Information Governance as a Service?
After a pause for Christmas it’s great to be bringing you this next addition to the series I started last year about a new partnership approach for effective governance of unstructured enterprise content. As you’ll hopefully recall, this series is based upon our practical experiences from the last few years’ supporting customers in their implementations of our file analysis products and especially draws upon recent work with large enterprises such as BAE Systems and Rio Tinto.
Last time out I made the point that despite most people ‘getting’ the soft benefits involved, investments in information governance (IG) technologies and projects can be incredibly challenging to get through procurement gates, especially with ever-present emphasis on hard ROI. This led to our developing a shared-risk model which underpins the business case for Rio Tinto’s adoption of our software as a platform for their unstructured information governance. In this article I intend to further develop that model and describe how we combine software capabilities with a delivery ‘wrapper’ to make clear outcomes a reality. (Side note…, I still find myself wondering whether or not the ‘hard ROI thing’ is a helpful state of affairs in IG. Most organizations I have worked with create a quantitative business case but the focus on the numbers often leads to issues with expectation management and stakeholder engagement, especially when internal recharge models are involved. That said, ‘Who pays for what’ in IG is perhaps better left ’til later).
As a software vendor aiming its solutions firmly at the emerging IG market, the relationship between delivery and software capability can be a source of real tension. The reality being that many (most?) organizations don’t yet have the right people resources to frame and implement their own IG projects or programs. This means that if one is committed to articulating a hard ROI there may be nobody around who can do so effectively. In Rio Tinto’s case, its IG vision has long been present and so has the realization that – by choice – much of the necessary resource must be found from outside. This understanding led to a natural discussion about how its own IG leadership might be augmented by our experience and knowhow for actually delivering the outcomes it sought. This was the root of our partnership. What we needed to do was build some measurability around it that we could deliver with an acceptable degree of risk whilst, of course, providing a real return to the business.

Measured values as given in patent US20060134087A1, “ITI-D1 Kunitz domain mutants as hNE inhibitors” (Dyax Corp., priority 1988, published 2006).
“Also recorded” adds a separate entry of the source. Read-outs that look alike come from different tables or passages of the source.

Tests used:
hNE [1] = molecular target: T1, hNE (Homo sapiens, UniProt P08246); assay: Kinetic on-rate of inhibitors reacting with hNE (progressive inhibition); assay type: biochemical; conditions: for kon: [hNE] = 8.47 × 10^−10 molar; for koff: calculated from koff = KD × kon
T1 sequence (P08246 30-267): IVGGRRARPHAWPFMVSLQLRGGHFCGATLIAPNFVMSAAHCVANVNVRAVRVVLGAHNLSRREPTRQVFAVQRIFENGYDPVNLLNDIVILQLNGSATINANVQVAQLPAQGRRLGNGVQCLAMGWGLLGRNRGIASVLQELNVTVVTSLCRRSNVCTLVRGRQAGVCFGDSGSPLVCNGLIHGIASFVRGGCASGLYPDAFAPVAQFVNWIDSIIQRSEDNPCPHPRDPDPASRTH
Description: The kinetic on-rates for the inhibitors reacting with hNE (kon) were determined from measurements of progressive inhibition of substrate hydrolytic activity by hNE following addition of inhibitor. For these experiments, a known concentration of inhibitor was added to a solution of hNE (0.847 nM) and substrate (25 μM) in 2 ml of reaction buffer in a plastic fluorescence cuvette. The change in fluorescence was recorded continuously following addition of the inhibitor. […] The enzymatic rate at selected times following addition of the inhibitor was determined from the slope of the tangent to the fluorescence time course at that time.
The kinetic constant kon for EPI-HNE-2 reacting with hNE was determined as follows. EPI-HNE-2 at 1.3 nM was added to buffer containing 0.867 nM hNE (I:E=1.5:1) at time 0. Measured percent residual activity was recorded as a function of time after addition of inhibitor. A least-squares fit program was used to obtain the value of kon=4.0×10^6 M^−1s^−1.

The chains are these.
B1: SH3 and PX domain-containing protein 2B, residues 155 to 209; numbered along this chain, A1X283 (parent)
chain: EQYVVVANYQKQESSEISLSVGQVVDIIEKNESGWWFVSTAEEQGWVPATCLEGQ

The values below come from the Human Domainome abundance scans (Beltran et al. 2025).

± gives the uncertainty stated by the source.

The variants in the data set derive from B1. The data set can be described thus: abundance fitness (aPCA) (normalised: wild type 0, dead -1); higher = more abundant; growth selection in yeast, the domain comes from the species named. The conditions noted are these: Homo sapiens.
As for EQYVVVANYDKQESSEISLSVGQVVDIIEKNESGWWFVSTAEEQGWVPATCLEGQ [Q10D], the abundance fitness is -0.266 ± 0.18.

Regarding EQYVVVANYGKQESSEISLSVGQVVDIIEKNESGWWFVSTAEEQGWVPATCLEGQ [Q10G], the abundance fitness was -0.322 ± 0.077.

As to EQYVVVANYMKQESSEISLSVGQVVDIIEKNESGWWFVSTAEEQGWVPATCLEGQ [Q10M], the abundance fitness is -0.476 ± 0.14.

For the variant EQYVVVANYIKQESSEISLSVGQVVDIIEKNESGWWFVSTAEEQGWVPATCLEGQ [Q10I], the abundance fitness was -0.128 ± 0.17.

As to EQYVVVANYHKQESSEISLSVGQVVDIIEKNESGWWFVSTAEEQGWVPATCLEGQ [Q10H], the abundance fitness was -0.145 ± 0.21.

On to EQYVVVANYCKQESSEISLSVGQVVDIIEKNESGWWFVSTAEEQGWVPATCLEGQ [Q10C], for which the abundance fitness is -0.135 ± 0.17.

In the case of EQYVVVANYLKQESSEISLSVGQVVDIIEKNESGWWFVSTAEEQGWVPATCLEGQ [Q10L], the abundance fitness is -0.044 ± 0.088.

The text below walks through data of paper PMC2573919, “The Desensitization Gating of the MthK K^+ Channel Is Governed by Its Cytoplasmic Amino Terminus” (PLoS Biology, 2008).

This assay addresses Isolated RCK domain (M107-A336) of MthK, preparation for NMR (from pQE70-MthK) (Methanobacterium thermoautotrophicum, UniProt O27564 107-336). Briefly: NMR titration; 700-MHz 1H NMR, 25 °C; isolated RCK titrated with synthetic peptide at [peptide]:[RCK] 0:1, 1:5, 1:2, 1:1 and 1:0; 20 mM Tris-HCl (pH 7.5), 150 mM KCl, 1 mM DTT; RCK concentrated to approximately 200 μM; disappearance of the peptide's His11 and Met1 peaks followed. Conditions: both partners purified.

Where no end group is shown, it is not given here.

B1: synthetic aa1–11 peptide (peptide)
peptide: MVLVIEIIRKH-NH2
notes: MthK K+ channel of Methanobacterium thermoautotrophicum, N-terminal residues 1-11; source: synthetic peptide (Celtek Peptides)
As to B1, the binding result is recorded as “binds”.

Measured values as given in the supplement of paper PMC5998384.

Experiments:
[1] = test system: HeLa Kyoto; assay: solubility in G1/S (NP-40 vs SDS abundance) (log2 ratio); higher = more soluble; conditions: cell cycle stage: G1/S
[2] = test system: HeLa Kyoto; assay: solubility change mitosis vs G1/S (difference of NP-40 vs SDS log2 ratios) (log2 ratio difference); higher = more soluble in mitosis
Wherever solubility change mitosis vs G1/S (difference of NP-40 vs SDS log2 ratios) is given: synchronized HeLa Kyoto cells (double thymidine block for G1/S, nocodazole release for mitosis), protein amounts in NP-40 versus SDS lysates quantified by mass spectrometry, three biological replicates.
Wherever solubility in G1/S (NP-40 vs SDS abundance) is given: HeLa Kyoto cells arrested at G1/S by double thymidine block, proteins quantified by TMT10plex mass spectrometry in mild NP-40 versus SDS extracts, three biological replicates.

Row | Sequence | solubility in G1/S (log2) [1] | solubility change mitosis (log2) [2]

In its objectives, if Gartner’s Data Center Conference Survey of 2013 on IG is still representative, Rio Tinto is no different from around half of the organizations out there. That is, it wants to understand its content, value it and then take defensible action based upon that value. We therefore designed a service to discover, on an ongoing basis, the value and quality of unstructured content across a global information estate. At a petabyte scale and with the complexities and risks inherent in what would be involved the key lay in simplicity; the service therefore adopts a three-tier model by which our technology through the enabling service would triage content as either “assure”, “delete” or “migrate” (to low-cost cloud storage) based upon valuations with consistent and determinant business rules. Importantly the model would be extensible to support additional sub-tiers as the service matured – such extension represented significant potential additional value for both parties but also recognized that the platform needed to be established first before the service could become more ambitious.
As the vendor, our commitment through our software and service is to triage content as it is made available to us. In return we receive a fee per terabyte based upon the resulting storage cost saving, accounting for everything from fully-loaded management costs to the potential savings secured by migration to cloud storage (such as that offered by Amazon or Azure services). Our margin lies in an expectation/prediction (enshrined in the business case) that our software will discover minimum percentages of content in each triage class. Rio Tinto’s commitment to us is that it will deliver content to us at a rate that enables us to make a return from our service effort. In short, the service backs our belief, based on experience, that the target content would conform to a certain overall quality profile.
Of course, there’s much more to it than this brief summary can cover but only the most committed of you could bare to wade through that detail. The point that makes this so important, I think, comes back to the hard ROI for both parties. To make that happen, both sides share risk and have worked together to make the ROI model sufficiently repeatable and scalable to encompass the global estate whilst our software, at the core of the service, protects the margin in the venture for us as a provider. All this has made the partnership possible and set up a platform upon which we intend to deliver a much wider set of IG capabilities beyond the hard ROI. A big part of that platform is a set of IG Services to enable the IG vision; whilst it cannot be that IG itself can be outsourced, this is an example where an important part of the foundation has been.
Whilst you might want to hear more about how the hard ROI model works, I’m afraid there are limits to what I can share openly. In lieu of that detail my commitment will be for my next post to cover the wider benefits that the service is already delivering beyond the hard business case.
Looking forward to your feedback.